This Hidden Trail In Oregon Takes You To An Emerald Lake With A Sunken Forest In It
You can see 200 feet down! 💙
We never expected to find emerald water like this in the Beaver State. But the name is not misleading. Oregon's Clear Lake is not only beautiful but also includes a magical sunken forest beneath its crystal clear water.
During clear days, you can see over 200 feet down to the bottom of the lake!
To get to the lake, you'll start out at Clear Lake Loop and hike an easy 4.6 mile trail. Since it's pretty flat the whole way, it's perfect for beginners.
All along the trail, you'll catch gorgeous glimpses of the McKenzie River and enjoy plenty of shade from the tall evergreen trees around you.
If you're looking to swim, the best time to come is during the summer when the water warms up.
This spring-fed lake was formed 3,000 years ago by a lava overflow from a nearby volcano that poured into the McKenzie River, forming a lake from the backed up water.
The old forest that lined the river's banks was submerged beneath lava. Today, the remnants of those trees stand underneath 120 feet of ice cold turqouise water.
Now, you can explore it all.
When you reach the shores, stop and take a moment to breathe it all in.
The water is so clear!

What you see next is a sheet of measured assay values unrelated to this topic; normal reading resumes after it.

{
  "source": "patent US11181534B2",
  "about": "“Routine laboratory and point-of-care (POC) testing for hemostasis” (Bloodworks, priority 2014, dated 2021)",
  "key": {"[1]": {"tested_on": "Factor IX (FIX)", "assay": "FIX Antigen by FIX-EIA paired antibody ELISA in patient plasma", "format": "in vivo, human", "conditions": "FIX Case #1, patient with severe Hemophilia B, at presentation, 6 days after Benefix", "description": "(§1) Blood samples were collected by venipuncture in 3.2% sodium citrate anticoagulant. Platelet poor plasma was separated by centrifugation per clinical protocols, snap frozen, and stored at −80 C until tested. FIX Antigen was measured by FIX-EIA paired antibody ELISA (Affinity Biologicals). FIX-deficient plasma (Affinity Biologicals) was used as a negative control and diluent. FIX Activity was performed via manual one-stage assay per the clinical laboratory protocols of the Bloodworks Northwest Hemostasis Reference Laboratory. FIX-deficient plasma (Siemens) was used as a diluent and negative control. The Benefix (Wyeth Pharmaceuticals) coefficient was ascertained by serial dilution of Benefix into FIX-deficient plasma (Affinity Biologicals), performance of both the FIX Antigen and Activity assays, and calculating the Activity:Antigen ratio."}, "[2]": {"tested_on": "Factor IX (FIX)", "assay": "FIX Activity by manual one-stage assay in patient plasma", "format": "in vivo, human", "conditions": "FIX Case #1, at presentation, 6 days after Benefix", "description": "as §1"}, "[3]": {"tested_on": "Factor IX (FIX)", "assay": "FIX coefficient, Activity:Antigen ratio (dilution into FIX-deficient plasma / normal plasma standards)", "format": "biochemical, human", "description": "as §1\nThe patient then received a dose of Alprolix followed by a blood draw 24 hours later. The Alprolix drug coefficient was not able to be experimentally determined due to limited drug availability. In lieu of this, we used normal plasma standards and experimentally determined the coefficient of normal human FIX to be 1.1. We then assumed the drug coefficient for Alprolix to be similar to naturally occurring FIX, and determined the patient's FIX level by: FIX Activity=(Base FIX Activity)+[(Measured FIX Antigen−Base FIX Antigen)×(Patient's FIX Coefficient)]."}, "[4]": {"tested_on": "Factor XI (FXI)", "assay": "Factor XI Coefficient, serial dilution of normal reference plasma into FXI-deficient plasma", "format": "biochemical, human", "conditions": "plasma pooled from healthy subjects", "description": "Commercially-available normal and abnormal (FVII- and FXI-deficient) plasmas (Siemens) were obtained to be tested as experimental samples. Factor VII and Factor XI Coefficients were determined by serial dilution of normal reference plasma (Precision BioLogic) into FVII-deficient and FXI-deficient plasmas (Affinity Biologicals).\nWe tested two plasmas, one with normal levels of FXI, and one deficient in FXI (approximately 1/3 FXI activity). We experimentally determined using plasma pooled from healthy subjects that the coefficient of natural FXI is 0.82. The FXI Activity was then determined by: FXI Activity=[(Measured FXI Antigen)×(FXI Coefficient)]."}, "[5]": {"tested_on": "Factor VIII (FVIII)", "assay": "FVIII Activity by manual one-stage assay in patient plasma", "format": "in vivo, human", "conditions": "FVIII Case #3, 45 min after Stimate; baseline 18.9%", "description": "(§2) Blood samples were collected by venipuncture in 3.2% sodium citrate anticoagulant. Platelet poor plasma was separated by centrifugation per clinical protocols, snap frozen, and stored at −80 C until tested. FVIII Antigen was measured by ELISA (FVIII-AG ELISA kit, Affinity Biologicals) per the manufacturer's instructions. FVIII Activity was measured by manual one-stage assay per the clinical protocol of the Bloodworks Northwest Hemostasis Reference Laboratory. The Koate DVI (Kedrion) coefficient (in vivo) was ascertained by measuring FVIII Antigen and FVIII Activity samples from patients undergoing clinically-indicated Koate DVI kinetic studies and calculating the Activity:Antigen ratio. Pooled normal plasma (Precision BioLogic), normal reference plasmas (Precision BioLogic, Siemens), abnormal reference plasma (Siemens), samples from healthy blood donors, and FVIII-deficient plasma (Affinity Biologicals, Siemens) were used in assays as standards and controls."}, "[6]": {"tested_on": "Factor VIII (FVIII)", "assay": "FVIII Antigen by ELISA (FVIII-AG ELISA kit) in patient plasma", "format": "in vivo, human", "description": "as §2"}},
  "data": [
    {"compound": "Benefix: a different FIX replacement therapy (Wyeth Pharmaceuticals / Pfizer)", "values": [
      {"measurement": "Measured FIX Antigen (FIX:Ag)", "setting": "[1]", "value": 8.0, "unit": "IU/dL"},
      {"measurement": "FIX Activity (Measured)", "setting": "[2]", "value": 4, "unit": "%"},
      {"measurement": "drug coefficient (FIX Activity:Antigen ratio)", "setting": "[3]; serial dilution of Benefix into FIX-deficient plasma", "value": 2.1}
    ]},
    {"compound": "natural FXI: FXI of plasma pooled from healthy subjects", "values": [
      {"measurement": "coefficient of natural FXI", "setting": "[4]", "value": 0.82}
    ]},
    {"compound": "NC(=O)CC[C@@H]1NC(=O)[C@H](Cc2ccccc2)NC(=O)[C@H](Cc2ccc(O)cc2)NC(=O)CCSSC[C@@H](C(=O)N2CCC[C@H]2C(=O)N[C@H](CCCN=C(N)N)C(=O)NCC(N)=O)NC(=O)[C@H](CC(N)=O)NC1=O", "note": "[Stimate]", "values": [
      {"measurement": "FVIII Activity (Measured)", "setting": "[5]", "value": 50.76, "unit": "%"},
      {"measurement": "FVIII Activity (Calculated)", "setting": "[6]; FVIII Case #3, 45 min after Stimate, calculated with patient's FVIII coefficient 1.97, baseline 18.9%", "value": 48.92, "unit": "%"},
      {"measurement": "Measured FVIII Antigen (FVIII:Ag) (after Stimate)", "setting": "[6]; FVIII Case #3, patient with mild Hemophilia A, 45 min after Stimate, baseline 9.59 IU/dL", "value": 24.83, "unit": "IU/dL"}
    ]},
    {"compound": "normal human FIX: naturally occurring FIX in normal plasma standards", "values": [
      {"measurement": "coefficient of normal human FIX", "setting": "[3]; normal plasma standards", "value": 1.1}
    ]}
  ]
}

It's the perfect place to post up and have a picnic. If you'd like, you can also take your own boat out on the lake for a $5 fee or rent a rowboat.
And of course, swimming is allowed.
But be warned - the water is icy cold. It is recommended to just take a dip or bring a wetsuit to wear over your swimsuit.
Either way, make sure to take plenty of photos. Where else can you go swimming in a submerged underwater forest?
If you'd like to extend your stay, you can even rent a cabin on-site. With a view like this, it could be just the motivation you need to become an early riser.
Clear Lake Loop Trail
Price: $10 / 5 days or $35 / year.
Why You Should Go: You can swim in a sunken forest with crystal-clear emerald water.
We strongly advise that before you go swimming or visit any location, you check the most recent updates on potential hazards, security, water quality, and closures. If you do plan to visit a location, respect the environment.